14 February 2013

I grabbed a handful of candy hearts today and was laughing at how they have evolved in the modern era: along with such standards as “Love Me,” “Call Me,” and “My Girl,”  there was also “Text Me” and “Tweet Me.”  How romantic.

But then I grabbed one that said “Heal” and had a little heart drawn on it. I certainly don’t remember that one growing up. 

I’ve been thinking about love a lot on Valentine’s Day, but not the kind the day and florists and Hallmark tell us we must have in order to feel whole.  What is love? How does it manifest itself? 

As I look back at the list of organizations I’ve donated to over the past 44 days, I realized that as different as they may seem on the face of it, all have two things in common: they are all about love and they are all about healing. Maybe the little candy heart had it right, after all. 

All of us feel broken at times, some more than others. Some of us are broken by external circumstance and others by internal ones, but we are all capable of and deserve healing, whether you believe it comes through God’s grace, some other higher power, your own soul, the love of friends and pets, nature or from an organization run by people that care about souls they’ve never met, but know they are called upon to help because we are all in this together.

In many ways I feel like my experiment is breaking my heart, but I mean that in the best possible way and in a way that is ultimately healing. When I read about Shirley Chambers, who lost all four of her children to gunfire or about Hadiya Pendleton, the 15-year old girl who was murdered a week after taking part in President Obama’s inauguration —stories that I might have missed if I weren’t doing this blog (though I am a bit of a newshound) — I feel my heart break and what can only be described as suffocating despair over the pain that hangs in the air, invisible but omnipresent and heavy as a cloak. Then I find an organization that is fighting every day against seemingly insurmountable odds to make sure that those atrocities don’t happen again and I realize evil doesn’t get to permanently win — not as long as people continue to fight against it. I guess I inherently believed that already or I wouldn’t have started this blog.

I don’t know why one of those organizations, The Faith Community of St. Sabina, has stuck with me more than some of the others. It’s an African American Catholic church on Chicago’s South side that is on the forefront of fighting for social justice in the midst of a war zone.  On St. Sabina’s playground, there is a memorial honoring mothers in the area who have lost their children to gun violence.  There were too many pictures of murdered children on it for me to count.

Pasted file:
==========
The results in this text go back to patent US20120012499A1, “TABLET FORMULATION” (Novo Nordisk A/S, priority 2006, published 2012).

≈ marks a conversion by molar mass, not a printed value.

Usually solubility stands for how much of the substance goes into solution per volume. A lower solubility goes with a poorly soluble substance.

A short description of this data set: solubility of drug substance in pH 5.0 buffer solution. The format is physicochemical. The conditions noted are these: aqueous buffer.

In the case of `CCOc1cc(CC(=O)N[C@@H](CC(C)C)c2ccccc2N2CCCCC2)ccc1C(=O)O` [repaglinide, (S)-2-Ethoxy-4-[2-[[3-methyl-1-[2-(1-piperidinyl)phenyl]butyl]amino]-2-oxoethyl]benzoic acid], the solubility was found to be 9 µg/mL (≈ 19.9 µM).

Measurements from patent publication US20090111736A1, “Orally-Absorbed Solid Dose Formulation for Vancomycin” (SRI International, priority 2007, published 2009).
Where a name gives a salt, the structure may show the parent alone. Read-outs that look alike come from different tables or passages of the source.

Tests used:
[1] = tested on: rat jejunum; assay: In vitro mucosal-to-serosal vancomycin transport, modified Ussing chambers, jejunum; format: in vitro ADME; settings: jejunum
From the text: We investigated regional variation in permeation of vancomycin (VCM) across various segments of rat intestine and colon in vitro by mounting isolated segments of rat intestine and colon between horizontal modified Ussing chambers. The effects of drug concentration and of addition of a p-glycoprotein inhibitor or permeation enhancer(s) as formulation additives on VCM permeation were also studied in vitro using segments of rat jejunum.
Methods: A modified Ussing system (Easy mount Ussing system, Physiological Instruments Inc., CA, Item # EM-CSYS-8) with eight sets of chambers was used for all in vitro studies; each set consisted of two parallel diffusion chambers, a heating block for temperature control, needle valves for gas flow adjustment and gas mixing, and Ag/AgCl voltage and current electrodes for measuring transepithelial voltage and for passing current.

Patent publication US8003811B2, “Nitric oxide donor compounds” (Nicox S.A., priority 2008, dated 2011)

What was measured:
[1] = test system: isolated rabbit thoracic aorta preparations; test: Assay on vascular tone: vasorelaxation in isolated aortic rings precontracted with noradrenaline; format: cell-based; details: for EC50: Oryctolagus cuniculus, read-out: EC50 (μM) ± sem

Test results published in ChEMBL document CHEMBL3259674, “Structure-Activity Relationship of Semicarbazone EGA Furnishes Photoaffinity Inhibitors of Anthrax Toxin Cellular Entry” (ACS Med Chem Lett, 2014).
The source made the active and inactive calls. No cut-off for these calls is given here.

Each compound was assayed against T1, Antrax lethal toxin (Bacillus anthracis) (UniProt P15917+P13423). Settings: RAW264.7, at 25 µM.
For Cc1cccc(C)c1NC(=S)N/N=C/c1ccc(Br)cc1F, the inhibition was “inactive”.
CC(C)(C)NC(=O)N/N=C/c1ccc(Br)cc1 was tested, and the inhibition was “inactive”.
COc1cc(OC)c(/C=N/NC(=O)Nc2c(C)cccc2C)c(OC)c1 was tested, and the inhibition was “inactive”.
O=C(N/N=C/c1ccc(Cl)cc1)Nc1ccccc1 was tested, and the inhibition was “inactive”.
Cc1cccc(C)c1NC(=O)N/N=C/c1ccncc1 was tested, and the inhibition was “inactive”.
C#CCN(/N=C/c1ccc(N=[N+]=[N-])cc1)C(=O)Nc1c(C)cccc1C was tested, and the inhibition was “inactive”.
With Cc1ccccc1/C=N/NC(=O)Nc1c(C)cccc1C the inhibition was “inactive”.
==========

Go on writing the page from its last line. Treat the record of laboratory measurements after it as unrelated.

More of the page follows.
The priest there, Rev. Michael L. Pfleger, is relentless in his advocacy for his parishioners and the community at large. I had never heard of him, but after doing a little research, he is quite the rebel. Yes, he’s said some things that he shouldn’t have said in the heat of passion, but Pfleger has stayed at St. Sabina’s for 32 years--unheard of for a priest. He has adopted three children, over the protests of a Cardinal who threatened to fire him for doing so. One of his adopted sons was killed by gunfire, so he knows of what he speaks when he talks about loss. He also believes in the ordination of female priests and that priests should be allowed to marry. 

He’s also the only person who has sent me a handwritten note following my donation (or at least I think it’s from him... it’s on his letterhead, but the signature is a little hard to make out, so I’m not sure). The final words are “thank you for caring.” I’d give to St. Sabina’s again, but I vowed that I won’t repeat any charity twice over the year, so I’m giving to The Beloved Community, a non-denominational South Side non-profit that St. Sabina’s partners with (and was started by Pfleger). The Beloved Community focuses on development through education.

My heart breaks a little more every day as I write this blog when I see how much work there is to be done and what an uphill a battle it is. But then I think about one of my favorite lines from Leonard Cohen’s “Anthem”: “Ring the bells that still can ring, forget your perfect offering. There is a crack, a crack in everything. That’s how the light gets in.” 

I wish you a broken heart on this Valentine’s Day.

Feb. 14: The Beloved Community: http://www.belovedcommunitychicago.org/home.html

45 down, 320 to go!

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